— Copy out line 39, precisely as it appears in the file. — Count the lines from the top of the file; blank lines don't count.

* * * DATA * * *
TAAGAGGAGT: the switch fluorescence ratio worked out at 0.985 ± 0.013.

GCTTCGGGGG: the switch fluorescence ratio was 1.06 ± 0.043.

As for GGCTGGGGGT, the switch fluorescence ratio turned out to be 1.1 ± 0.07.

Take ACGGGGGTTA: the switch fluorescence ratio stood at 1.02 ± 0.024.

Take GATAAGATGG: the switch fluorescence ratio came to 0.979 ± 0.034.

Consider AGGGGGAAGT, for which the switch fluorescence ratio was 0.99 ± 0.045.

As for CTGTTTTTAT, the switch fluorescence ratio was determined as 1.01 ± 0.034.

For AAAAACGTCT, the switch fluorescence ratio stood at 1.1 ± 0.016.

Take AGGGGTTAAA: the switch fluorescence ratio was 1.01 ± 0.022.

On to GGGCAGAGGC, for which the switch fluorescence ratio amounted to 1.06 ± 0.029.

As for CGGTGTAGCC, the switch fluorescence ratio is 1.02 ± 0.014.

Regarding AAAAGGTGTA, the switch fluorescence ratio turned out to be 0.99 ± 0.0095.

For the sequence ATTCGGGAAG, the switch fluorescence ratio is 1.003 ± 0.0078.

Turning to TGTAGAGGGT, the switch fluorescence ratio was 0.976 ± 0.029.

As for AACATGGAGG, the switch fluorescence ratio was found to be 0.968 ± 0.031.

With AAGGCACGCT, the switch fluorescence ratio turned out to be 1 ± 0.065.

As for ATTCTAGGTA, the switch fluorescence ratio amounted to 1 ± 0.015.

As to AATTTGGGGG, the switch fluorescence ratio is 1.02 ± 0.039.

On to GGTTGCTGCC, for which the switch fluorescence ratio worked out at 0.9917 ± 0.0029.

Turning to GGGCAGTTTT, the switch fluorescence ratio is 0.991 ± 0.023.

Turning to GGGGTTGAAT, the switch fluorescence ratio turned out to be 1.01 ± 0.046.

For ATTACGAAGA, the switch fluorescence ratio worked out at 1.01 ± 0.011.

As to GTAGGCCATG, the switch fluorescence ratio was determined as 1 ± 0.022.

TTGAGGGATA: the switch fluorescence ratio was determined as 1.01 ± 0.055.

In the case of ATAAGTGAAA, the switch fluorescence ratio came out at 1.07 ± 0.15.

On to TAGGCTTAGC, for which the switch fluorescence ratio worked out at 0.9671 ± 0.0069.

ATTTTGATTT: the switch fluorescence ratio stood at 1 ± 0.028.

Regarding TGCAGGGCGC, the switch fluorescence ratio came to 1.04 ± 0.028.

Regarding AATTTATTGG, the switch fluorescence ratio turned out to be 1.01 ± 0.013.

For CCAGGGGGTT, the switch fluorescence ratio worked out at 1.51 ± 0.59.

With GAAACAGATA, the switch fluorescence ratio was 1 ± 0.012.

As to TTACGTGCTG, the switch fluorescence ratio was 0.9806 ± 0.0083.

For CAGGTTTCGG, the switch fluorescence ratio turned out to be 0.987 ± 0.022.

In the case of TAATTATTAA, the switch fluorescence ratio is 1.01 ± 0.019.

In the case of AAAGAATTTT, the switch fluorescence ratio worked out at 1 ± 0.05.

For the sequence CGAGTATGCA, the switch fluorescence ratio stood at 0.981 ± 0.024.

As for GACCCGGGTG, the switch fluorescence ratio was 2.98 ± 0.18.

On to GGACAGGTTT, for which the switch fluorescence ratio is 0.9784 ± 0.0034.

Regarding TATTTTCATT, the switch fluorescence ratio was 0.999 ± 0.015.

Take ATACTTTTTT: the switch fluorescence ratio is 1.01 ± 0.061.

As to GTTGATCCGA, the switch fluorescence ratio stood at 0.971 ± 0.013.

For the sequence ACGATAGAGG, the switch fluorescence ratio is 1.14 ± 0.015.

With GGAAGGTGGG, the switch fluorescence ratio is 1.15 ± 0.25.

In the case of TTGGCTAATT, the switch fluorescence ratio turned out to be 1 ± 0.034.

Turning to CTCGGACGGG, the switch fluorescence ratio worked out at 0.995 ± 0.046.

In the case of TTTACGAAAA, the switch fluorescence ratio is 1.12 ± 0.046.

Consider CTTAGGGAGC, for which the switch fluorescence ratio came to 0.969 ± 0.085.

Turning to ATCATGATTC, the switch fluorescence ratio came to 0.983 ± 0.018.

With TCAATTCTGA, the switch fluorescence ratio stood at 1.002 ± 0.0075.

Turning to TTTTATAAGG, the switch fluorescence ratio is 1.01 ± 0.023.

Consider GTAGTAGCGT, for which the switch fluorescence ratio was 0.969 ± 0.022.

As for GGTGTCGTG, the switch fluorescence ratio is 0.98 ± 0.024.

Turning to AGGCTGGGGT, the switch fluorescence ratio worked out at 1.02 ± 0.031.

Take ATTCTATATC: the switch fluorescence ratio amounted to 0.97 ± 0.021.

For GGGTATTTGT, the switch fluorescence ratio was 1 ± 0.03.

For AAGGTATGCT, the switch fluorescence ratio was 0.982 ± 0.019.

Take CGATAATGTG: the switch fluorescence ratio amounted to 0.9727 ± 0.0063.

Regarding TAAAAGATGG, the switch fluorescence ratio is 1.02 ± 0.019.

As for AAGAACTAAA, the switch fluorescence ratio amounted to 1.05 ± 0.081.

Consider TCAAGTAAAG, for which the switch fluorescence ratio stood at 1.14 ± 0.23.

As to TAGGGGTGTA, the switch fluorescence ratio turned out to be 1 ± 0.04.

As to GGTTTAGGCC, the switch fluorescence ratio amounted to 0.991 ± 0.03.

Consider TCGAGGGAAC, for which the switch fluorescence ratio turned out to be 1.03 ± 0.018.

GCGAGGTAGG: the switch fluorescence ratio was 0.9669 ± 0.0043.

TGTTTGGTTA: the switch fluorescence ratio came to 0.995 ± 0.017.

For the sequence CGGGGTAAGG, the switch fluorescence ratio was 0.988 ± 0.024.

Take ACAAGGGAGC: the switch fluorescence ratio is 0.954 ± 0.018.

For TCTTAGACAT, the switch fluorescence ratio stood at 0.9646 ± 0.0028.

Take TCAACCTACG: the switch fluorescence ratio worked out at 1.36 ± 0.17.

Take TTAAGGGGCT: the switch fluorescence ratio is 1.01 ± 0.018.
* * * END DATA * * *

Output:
Regarding TATTTTCATT, the switch fluorescence ratio was 0.999 ± 0.015.